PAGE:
City of Glass (The Mortal Instruments 3#) – Cassandra Clare

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I was obsessed with this series in high school. I wanted all of my friends to read them and almost jumped out of my skin when I finally got to hold City of Glass on release. Back in the day, this book was my favourite of the bunch mostly because of the high stakes of it all and the fact that some of the other characters got more of a chance to shine. After re-reading the first four books in recent years, while books 1 & 2 have slightly diminished with time (we don’t talk about City of Fallen Angels…), City of Glass hasn’t and it’s still my favourite of the series (later additions included, even though I still haven’t read book 6. But let’s face it, there’s no way it’d be better than City of Glass).


The Last Olympian (Percy Jackson & The Olympians 5#) – Rick Riordan

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Percy Jackson is another one of those super popular series. It’s also happens to have quite a few books, ergo there’s always a favourite among the bunch. As a whole, I liked PJ&O – they were fun, creative novels full of adventure, mythology and likeable characters. Yet, being intended for a middle grade audience, they did feel on the young side for me in my mid-twenties. However, I really, really liked The Last Olympian. In fact, many of my reasons for this are similar to City of Glass – action packed & dramatic battles, real stakes, and more characters in the spotlight. With the characters around 16 at this point, the book also read much older, which I appreciated. Major points to an author who can grow with their audience.

Top 10 Tuesday: Books on my TBR I Predict will be 5 Star Reads

I’ve never done a post like this before. Why? It’s simple, I don’t give out many 5 star ratings. Check my Goodreads ‘read’ shelf and you’ll see that books with those five shiny things after them are in short supply. Remove all 7 Harry Potter books, and the list gets even shorter. The reason for this is that I don’t often read books that I absolutely crazy adore and have very few negative things to say about. I know I sound like a snob, and perhaps I have too higher standards, but unfortunately, it’s just the way I am. Because of this, posts like these have always seemed unrealistic for me. However, today we’re making an exception and attempting to be optimistic! Okay, not over the top optimistic which is why there are only 8 books on this list instead of 10. As far as final ratings are concerned, I’ll still consider it a win if any of these books manage to get a 4.5 star rating.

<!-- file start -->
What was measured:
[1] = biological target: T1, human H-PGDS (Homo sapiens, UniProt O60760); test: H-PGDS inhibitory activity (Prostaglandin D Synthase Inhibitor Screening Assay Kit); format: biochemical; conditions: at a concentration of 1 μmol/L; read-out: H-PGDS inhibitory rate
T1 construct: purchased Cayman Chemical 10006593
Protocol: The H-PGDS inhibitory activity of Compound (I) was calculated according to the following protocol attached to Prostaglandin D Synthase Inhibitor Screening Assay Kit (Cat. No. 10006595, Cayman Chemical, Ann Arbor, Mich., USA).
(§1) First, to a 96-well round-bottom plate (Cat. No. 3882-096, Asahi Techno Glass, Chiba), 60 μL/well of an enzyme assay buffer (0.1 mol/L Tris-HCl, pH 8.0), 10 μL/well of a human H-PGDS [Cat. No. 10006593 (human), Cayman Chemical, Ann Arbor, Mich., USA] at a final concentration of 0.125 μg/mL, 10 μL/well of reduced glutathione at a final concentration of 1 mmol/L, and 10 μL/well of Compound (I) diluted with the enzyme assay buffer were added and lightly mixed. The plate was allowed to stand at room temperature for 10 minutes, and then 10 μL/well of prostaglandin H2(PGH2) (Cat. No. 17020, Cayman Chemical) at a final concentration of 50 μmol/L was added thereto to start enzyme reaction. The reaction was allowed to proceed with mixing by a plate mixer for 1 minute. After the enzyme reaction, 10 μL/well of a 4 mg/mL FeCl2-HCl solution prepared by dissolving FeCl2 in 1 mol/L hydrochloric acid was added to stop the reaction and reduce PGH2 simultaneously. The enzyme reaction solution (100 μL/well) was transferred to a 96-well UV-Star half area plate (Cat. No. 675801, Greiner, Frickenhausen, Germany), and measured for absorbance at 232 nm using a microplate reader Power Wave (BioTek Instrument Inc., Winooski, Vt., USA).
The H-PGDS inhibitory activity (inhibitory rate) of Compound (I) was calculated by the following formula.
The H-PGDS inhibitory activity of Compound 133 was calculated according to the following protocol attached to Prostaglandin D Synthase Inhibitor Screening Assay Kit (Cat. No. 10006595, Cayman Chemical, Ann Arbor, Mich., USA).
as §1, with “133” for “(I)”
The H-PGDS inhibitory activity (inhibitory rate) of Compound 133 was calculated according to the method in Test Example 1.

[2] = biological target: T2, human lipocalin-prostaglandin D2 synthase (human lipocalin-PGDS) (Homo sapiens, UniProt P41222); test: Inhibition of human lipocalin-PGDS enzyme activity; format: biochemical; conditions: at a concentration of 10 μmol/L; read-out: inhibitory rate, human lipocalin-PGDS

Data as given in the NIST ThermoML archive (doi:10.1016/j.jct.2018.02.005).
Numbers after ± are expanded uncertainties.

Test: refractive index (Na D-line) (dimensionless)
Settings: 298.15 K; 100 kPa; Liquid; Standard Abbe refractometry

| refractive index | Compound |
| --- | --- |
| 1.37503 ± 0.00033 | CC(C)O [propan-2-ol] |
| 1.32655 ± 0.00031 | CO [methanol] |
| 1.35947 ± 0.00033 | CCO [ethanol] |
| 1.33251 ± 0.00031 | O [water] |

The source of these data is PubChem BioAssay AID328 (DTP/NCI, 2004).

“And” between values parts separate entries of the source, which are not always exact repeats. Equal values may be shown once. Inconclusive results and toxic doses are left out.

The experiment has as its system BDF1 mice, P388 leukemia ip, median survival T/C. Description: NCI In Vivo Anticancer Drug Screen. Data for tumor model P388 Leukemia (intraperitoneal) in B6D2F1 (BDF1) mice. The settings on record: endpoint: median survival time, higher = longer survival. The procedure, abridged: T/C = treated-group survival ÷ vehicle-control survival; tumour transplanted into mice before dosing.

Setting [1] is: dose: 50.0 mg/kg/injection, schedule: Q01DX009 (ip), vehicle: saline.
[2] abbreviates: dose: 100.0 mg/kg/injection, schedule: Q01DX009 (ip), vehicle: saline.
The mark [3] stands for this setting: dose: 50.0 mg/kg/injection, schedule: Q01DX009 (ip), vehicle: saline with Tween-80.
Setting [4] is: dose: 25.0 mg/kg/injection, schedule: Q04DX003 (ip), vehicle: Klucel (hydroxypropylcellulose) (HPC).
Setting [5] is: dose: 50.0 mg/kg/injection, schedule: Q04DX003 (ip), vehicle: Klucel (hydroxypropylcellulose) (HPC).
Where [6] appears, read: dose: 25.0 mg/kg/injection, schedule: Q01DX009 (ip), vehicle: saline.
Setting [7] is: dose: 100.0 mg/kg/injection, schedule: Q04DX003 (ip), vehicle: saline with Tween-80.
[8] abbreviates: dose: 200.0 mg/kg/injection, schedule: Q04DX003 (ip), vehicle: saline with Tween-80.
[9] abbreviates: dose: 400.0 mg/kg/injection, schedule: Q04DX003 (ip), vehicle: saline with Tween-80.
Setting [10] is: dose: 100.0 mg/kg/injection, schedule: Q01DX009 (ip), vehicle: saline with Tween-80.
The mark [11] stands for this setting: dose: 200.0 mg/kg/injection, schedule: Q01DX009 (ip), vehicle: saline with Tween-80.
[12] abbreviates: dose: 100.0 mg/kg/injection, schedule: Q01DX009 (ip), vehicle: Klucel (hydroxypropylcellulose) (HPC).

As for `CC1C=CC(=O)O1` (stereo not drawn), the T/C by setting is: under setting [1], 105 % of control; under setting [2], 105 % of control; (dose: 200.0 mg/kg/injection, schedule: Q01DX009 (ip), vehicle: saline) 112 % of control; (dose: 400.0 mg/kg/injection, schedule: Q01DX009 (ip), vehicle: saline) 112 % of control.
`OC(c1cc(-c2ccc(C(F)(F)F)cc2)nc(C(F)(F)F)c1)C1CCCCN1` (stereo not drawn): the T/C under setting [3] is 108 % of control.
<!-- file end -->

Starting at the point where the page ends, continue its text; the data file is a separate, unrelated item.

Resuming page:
The Dragon Republic (The Poppy War 2#) – R. F. Kuang

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The Poppy War was one of my favourite reads of 2019. I even gave it one of my rarely awarded 5 star ratings. With sequels is always hard to know whether they’ll live up to the original and before TDR was released, I was very nervous. After the ending of book 1, I wasn’t sure where the story could go but I now have a good feeling about this one! The average Goodreads rating is high, reviewers I trust have said super positive things and the blurb sounds great. So I’m pegging this for another 5 star read and I think the odds are high.


A Little Life – Hanya Yanagihara

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I’ve only just started this book but I’m willing to make a bet that A Little Life will crack the big five stars. Now, this is in no way a short read – it’s over 700 pages long, and I’m fully aware of the fact that the story is supposed to be emotionally grueling (majorly so). Yet, I’ve heard so many wonderful things about it – the writing, the realistic and wonderfully crafted characters, the fact that it doesn’t leave you until long after you’ve finished it. I’m looking for something that’ll worm its way into me and stay there. I really hope this is it.


Educated – Tara Westover

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As I’ve mentioned a few times over the last couple of months, non-fiction reads have started to grow on me and Educated is a book I’ve had on my TBR for a few months now. I actually started it a little while back and got distracted but I’m determined to go back. A story about a young woman from a survivalist family, who with little education at all, managed to teach herself enough to be admitted to university and eventually earned a doctrate sounds like the kind of story I need in my life. I’ve seen some rave reviews of this book so I’m hoping it lands 5 stars with me also.


The Toll (Arc of a Scythe 3#) – Neal Shusterman

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This is another book where I’m basing a five star prediction on the fact that I rated previous books in the series highly. Scythe was a 5 star read and Thunderhead a 4.5 star read so the chance of another high rating seems likely here. I really love this series so it would be heartbreaking for it to stumble at the final hurdle. Book two ended in a major cliffhanger and I’m super excited to find out what happens next (well, after I re-read books one and two to refresh my bad memory). I’ve seen some amazing reviews and some disappointed reviews. I’m desperately crossing my fingers hoping I’ll be in the former camp.